An accountability partner is like a coach. They help you keep your commitment. They inspire you and keep you motivated. They are great for bouncing around ideas.

Where do you find an accountability partner or partners? For the past 10 years I have been part of a group that I call the goals group or the dream team. We meet once a month and review our wins from the past month and our goals for the upcoming month. We also feel free to call upon each other for advice, feedback, and brainstorming. Within this group some of us have partnered for different periods of time to concentrate on one goal where we felt we needed extra support.

As a professional organizer, I am often an accountability partner for some of my clients. Because we have planned times to work together the client is often motivated to complete a project or part of a project. They want to share their wins. They want inspirations to continue. They want someone they can bounce off ideas and know that their ideas are listened to and respected.

Some of my clients reach out to friends going through the same process and do regularly planned accountability calls. They set up a call and share their intentions for the day and then have a couple of check in calls to share their progress.

If you are looking for an accountability partner, look for someone who will be honest and straightforward with you. You want someone who will challenge you and not condemn or discourage you. You should look for someone who is a great listener and knows how to ask good questions. It also helps if the partner's strengths and weaknesses are somewhat different from yours.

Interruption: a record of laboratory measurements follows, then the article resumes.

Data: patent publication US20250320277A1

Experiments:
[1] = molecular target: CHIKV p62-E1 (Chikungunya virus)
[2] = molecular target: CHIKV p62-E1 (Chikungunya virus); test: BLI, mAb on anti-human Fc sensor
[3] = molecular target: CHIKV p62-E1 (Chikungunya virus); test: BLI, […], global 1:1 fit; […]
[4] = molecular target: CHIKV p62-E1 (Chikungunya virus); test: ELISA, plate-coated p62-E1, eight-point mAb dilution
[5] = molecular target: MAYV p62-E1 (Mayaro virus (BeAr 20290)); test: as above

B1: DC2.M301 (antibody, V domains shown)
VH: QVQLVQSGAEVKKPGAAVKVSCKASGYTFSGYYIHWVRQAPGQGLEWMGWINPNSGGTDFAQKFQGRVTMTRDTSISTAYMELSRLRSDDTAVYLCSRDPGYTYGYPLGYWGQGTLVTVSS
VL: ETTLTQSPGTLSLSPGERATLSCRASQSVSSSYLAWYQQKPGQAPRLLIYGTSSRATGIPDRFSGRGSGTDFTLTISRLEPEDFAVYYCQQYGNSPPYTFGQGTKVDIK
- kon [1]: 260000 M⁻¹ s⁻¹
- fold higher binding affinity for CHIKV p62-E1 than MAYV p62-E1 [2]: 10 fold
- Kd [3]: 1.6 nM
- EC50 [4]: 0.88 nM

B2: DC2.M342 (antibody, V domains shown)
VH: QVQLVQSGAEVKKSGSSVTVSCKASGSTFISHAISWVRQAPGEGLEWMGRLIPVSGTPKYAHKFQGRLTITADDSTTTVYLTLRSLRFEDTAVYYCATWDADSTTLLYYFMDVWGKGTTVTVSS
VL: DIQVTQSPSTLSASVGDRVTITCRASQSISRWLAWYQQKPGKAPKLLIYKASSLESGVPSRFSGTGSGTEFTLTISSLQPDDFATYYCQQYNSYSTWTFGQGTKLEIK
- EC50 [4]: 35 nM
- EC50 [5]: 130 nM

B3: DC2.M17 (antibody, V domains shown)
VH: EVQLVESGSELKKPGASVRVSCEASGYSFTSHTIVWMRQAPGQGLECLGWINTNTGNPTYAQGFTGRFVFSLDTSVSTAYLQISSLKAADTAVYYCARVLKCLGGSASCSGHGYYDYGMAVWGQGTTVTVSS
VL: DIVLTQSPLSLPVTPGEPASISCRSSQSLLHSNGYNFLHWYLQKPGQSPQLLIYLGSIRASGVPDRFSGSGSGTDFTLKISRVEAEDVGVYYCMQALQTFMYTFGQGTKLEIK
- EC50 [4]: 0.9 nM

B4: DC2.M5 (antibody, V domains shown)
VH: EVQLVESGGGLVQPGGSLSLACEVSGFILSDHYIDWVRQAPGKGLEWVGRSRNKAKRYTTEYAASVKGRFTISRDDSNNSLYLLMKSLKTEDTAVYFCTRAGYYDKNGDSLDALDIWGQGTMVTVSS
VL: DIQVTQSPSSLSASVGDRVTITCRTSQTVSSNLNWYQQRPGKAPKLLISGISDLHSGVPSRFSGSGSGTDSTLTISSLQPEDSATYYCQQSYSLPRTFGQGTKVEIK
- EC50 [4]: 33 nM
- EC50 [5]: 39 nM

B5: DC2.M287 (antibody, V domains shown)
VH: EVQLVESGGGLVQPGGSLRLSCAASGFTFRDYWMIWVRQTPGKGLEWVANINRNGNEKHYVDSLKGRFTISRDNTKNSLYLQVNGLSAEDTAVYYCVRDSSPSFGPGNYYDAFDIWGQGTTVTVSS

I would love to have some feedback on how you have used or plan to use an accountability partner.


Jonda S. Beattie
Professional Organizer

Tuesday, January 9, 2018

Turn Those Piles into Files

You come in from a meeting and you are tired. You bring in the mail but don't have time to mess with it right now. You are afraid if you file the paper away you will forget it. So, everything gets dumped on the desk or countertop.

Meanwhile, your desk or countertop becomes one big inbox with piles everywhere. Some paper has been there so long that it has actually stuck to the surface or has fallen behind the desk or is so buried that unless there is some trigger to dig for it, it is forgotten. The clutter is overwhelming and slows down your productivity.

See if some of these tips work for you:
  • When you bring in paper, do a quick triage. What is obviously trash or needs shredding? What needs action soon? What do you need to take some time over and ponder? 
  • Have a trash can and shred box nearby and get those papers handled right away
  • Have a landing pad for all items needing action soon
  • Have a basket or bin for magazines or articles you want to read and ponder. When that basket gets full, acknowledge that you have more than you can handle and either set aside some time to read or dispose of some of the material
  • Have a folder or box for ads or upcoming workshops or events that you are considering
This should corral most of the paper but still very little has gone away.

Here comes the hard part:
  • Schedule regular times on your calendar to pay bills or check on bill pay. Then after paying, immediately file or get rid of paid bills
  • Weekly, at a scheduled time, take care of any receipts or invoices that need entering or filing. If possible, scan these items and get rid of the paper
  • Chose a couple of items you want to read and ponder and either look through them now or remove them to another location to read later. After reading them either dispose of them or file them
  • Schedule a time at least monthly to look through ads and coupons you have saved and toss any that have expired or that no longer interest you. Look over any upcoming events and see if some no longer appeal to you or have passed their due date. Dispose of all expired items.
  • Empty the trash can and the shred container
While you may never get your desk completely clear of paper, do realize that paper you keep has a purpose and when that purpose is completed, the paper should go somewhere else besides on your desk.



Jonda S. Beattie
Professional Organizer

Wednesday, January 3, 2018

Organizing the Office Using the Zone Plan